Australian Whipray: Himantura australis

Family: Dasyatidae
Common names

Australian Whipray.


Himantura australis.




A large whipray with a somewhat rounded kite-shaped disc that is slightly wider than long. Disc width 1-1.1 x length. Snout tip obtusely angular without a protruding central lobe. Anterior margins of disc straight. Pectoral fin apexes narrowly to broadly rounded.
Eyes small and protruding. Snout length 1.7-2 x combined eye and spiracle length.
Mouth contains 4 large oral papillae. Central papillae occasionally have small papillae between them. Prominent labial furrows and folds around mouth. Mouth slightly arched. Lower jaw weakly concave at symphysis. Wide, short, skirt-shaped nasal curtain with a finely fringed posterior margin.
Usually 2 small heart-shaped thorns on midline at nape, but no othermidline thorns present. Well developed denticle band (in adults) extends onto tail. Tail narrow-based, tapering evenly to caudal sting, then whiplike or filamentous to tip. Small, sharp thorns on tail beyond caudal sting. Tail length (when intact) 3 x disc width. One caudal sting usually present.


Dorsum pale tan, or greyish-white with a dense pattern of small dark spots or speckles that sometimes form wavy lines. Spots on juveniles often smaller. Subadults may display a reticulate or honeycomb pattern. Tail base densely spotted anterior to sting; beyond sting black. Ventrum white with a dark/dusky disc margin.


Maximum disc width at least 183cm. Disc width at birth approximately 21-28cm.

Australian Whipray, Himantura australis. Bundegi Mangrove, Exmouth Gulf, Western Australia, Indian Ocean.

Conservation Status


The Australian Whipray (Himantura australis) is is a minor discarded bycatch component of trawl fisheries in Australia. Capture rates are low and have probably declined further since the introduction of Turtle Excluder Devices (TEDs) in 2000. In PNG Hymantura australis is a minor bycatch component of the prawn trawl fishery in the Gulf of Papua where mortality rates are likely much higher because no bycatch reduction devices are used. There is also a small scale coastal fishery in PNG, in which this species is retained for its high quality meat.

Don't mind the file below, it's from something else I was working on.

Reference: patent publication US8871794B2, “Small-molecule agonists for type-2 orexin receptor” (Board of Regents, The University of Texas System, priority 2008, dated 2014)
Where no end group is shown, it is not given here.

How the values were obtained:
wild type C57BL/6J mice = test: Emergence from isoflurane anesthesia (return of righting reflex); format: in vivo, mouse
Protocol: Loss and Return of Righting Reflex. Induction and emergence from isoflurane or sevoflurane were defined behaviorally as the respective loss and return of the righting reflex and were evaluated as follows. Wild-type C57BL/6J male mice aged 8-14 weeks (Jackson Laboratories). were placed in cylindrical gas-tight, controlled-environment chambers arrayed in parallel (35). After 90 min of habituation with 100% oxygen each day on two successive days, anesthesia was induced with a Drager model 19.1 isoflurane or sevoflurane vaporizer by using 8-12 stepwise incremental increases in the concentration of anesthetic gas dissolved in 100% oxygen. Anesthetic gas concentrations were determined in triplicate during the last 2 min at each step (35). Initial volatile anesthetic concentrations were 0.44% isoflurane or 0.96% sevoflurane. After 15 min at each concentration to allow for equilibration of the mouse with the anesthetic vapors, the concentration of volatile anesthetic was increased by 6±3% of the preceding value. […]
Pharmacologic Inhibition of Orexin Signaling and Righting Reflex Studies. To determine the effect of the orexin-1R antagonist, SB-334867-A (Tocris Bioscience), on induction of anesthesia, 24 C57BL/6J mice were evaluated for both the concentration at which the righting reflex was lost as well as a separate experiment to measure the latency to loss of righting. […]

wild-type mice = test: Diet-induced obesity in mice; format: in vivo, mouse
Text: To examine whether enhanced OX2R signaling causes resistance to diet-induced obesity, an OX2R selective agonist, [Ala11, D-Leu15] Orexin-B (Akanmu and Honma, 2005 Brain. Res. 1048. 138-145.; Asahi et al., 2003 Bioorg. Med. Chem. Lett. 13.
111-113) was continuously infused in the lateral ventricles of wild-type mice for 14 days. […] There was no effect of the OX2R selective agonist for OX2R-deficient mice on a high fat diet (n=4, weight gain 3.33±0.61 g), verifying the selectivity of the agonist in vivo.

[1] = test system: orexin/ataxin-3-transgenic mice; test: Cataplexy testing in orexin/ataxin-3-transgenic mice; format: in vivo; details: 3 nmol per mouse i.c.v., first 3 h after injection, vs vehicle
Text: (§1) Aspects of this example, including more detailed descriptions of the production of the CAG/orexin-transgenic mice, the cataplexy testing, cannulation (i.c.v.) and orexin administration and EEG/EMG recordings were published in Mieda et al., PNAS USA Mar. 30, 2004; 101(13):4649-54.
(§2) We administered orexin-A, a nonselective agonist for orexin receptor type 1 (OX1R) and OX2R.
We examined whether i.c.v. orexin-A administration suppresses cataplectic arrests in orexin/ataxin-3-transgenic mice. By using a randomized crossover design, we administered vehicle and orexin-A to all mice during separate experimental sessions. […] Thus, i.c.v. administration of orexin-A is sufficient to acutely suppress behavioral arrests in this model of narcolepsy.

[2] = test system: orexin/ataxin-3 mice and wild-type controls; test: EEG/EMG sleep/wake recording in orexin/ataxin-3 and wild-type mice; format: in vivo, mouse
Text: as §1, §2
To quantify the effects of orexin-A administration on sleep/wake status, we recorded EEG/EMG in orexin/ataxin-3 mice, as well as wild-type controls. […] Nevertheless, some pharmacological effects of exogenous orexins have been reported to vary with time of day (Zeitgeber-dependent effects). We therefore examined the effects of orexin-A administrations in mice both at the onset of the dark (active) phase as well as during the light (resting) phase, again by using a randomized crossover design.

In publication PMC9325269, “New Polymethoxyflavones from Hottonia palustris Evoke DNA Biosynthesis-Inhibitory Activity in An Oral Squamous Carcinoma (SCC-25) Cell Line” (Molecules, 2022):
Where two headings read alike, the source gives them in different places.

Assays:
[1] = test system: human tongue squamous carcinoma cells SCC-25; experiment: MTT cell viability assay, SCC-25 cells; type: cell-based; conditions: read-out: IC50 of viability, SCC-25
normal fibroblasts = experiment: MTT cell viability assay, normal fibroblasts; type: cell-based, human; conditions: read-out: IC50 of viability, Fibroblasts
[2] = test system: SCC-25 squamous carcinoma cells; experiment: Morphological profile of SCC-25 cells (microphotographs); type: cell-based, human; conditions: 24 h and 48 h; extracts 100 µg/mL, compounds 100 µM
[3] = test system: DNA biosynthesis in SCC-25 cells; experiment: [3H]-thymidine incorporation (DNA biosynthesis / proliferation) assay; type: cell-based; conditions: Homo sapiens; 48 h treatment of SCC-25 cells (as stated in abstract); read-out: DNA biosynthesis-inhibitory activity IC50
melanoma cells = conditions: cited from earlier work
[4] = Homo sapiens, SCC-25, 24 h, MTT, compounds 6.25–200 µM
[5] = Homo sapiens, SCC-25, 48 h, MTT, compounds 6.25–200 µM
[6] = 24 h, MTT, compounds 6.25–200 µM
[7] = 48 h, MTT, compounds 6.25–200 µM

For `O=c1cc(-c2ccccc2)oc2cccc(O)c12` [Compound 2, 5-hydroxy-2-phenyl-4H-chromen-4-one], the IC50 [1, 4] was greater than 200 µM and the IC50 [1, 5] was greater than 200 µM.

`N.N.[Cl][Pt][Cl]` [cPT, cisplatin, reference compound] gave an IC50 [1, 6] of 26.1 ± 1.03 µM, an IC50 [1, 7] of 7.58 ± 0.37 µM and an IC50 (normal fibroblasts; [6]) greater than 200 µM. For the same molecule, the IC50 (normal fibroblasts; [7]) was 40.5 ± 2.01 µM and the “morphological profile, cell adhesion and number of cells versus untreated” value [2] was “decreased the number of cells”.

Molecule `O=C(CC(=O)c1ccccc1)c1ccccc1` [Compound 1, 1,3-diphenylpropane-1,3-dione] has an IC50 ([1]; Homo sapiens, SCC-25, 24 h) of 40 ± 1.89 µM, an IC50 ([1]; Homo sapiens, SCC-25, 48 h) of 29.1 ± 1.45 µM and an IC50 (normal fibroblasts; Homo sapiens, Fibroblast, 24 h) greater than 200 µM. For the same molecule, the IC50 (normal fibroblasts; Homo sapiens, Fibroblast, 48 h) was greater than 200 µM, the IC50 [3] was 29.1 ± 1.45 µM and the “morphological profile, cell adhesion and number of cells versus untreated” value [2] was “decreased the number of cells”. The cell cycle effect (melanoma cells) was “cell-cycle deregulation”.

Although some declines have probably occurred in New Guinea, the Australian Whipray’s range is mostly in Australian waters, where there is no evidence of population decline.

Australian Whipray, Himantura australis. Bundegi Mangrove, Exmouth Gulf, Western Australia, Indian Ocean.

Sub-tropical/tropical seas. On soft substrates, sometimes adjacent to reefs. From brackish estuaries to at least 45m.


Indian Ocean and central west Pacific. The Australian Whipray is found from Northern Australia (northern WA to southern Queensland) to the south coast of West Papua and PNG.


Matrotrophic aplacental viviparity. Up to 4 pups per litter.


Probably invertebrates and small benthic fishes.


Sedentary. Spends much of the day resting on the substrate. Moves inshore to feed with the rising tide.

Reaction to divers

Shy but approachable with non-aggressive movements. Generally bolts if approached closely.

Diving logistics

Australian whiprays are common at popular dive and snorkeling sites in northern WA and in Queensland. In Western Australia, they are fairly common at shallow beaches in the Exmouth Gulf e.g. at Bundegi Mangrove.
In Queensland, Australian whiprays are commonly seen at Manta Bommie near North Stradbroke Island, and at numerous other sites along the coast.

Similar species

Coach/Reticulate Whipray A very similar looking ray that is common across much of the Indian Ocean.